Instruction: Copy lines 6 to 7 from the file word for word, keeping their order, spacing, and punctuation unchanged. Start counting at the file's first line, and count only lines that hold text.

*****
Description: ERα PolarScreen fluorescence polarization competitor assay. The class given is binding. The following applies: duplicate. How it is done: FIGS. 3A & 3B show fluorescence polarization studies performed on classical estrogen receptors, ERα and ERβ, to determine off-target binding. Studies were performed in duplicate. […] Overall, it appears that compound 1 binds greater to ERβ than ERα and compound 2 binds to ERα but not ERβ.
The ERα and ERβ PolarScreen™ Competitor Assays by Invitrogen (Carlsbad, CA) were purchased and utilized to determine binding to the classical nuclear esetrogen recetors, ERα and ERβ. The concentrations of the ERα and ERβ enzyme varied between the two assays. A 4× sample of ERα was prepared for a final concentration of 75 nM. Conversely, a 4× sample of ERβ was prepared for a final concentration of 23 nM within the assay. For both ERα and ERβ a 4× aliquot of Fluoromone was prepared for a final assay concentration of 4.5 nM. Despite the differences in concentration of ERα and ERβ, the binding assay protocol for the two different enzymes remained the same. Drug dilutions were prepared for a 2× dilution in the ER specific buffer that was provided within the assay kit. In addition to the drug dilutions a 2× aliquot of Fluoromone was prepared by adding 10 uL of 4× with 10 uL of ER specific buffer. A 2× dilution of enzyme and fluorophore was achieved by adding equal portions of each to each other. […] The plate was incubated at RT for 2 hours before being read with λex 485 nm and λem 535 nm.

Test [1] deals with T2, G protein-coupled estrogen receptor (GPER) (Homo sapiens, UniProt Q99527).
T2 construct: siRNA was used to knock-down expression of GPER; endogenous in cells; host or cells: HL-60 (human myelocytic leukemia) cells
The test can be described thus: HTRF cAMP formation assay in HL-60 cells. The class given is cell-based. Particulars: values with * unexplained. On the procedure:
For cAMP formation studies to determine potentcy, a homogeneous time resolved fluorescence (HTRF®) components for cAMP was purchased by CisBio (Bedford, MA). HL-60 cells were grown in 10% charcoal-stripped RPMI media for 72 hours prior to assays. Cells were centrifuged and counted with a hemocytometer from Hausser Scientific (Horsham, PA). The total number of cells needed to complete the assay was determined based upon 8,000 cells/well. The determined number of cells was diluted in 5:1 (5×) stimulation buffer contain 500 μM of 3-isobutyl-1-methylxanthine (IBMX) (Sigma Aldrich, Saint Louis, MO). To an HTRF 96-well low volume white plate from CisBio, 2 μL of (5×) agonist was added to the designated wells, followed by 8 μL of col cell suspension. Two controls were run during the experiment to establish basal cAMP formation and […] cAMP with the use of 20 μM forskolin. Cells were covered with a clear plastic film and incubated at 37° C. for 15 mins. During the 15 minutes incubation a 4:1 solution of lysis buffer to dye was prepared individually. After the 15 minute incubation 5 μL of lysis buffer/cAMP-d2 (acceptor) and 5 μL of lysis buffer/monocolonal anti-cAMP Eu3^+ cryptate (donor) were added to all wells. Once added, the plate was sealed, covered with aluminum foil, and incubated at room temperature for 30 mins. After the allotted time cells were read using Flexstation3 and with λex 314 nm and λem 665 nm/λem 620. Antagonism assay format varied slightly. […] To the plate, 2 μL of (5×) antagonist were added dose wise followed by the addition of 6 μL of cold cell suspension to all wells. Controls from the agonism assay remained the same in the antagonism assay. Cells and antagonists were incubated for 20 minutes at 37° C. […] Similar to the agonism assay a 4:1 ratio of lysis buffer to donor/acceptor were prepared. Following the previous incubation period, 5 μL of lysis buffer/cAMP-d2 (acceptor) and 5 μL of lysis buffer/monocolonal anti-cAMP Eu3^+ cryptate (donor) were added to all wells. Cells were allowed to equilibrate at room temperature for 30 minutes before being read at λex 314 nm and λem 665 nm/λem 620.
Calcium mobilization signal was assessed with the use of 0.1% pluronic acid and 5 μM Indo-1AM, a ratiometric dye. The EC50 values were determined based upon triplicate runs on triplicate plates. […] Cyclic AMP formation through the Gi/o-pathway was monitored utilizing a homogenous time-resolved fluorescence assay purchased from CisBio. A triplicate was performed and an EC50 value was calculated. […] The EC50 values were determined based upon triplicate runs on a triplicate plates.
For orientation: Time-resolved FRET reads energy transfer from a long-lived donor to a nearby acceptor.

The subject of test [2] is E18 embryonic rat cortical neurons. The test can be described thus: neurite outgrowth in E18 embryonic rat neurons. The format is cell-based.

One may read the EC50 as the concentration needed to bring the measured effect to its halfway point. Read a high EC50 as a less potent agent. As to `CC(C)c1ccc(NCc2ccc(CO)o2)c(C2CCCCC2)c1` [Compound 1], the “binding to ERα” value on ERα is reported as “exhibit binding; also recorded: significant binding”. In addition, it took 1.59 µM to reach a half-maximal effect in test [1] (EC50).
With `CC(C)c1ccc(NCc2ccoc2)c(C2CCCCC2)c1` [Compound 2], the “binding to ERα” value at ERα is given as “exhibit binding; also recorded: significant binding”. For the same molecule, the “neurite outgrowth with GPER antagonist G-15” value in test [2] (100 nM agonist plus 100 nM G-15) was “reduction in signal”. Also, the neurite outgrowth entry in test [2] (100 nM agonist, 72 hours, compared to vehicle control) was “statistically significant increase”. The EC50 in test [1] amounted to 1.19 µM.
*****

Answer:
For cAMP formation studies to determine potentcy, a homogeneous time resolved fluorescence (HTRF®) components for cAMP was purchased by CisBio (Bedford, MA). HL-60 cells were grown in 10% charcoal-stripped RPMI media for 72 hours prior to assays. Cells were centrifuged and counted with a hemocytometer from Hausser Scientific (Horsham, PA). The total number of cells needed to complete the assay was determined based upon 8,000 cells/well. The determined number of cells was diluted in 5:1 (5×) stimulation buffer contain 500 μM of 3-isobutyl-1-methylxanthine (IBMX) (Sigma Aldrich, Saint Louis, MO). To an HTRF 96-well low volume white plate from CisBio, 2 μL of (5×) agonist was added to the designated wells, followed by 8 μL of col cell suspension. Two controls were run during the experiment to establish basal cAMP formation and […] cAMP with the use of 20 μM forskolin. Cells were covered with a clear plastic film and incubated at 37° C. for 15 mins. During the 15 minutes incubation a 4:1 solution of lysis buffer to dye was prepared individually. After the 15 minute incubation 5 μL of lysis buffer/cAMP-d2 (acceptor) and 5 μL of lysis buffer/monocolonal anti-cAMP Eu3^+ cryptate (donor) were added to all wells. Once added, the plate was sealed, covered with aluminum foil, and incubated at room temperature for 30 mins. After the allotted time cells were read using Flexstation3 and with λex 314 nm and λem 665 nm/λem 620. Antagonism assay format varied slightly. […] To the plate, 2 μL of (5×) antagonist were added dose wise followed by the addition of 6 μL of cold cell suspension to all wells. Controls from the agonism assay remained the same in the antagonism assay. Cells and antagonists were incubated for 20 minutes at 37° C. […] Similar to the agonism assay a 4:1 ratio of lysis buffer to donor/acceptor were prepared. Following the previous incubation period, 5 μL of lysis buffer/cAMP-d2 (acceptor) and 5 μL of lysis buffer/monocolonal anti-cAMP Eu3^+ cryptate (donor) were added to all wells. Cells were allowed to equilibrate at room temperature for 30 minutes before being read at λex 314 nm and λem 665 nm/λem 620.
Calcium mobilization signal was assessed with the use of 0.1% pluronic acid and 5 μM Indo-1AM, a ratiometric dye. The EC50 values were determined based upon triplicate runs on triplicate plates. […] Cyclic AMP formation through the Gi/o-pathway was monitored utilizing a homogenous time-resolved fluorescence assay purchased from CisBio. A triplicate was performed and an EC50 value was calculated. […] The EC50 values were determined based upon triplicate runs on a triplicate plates.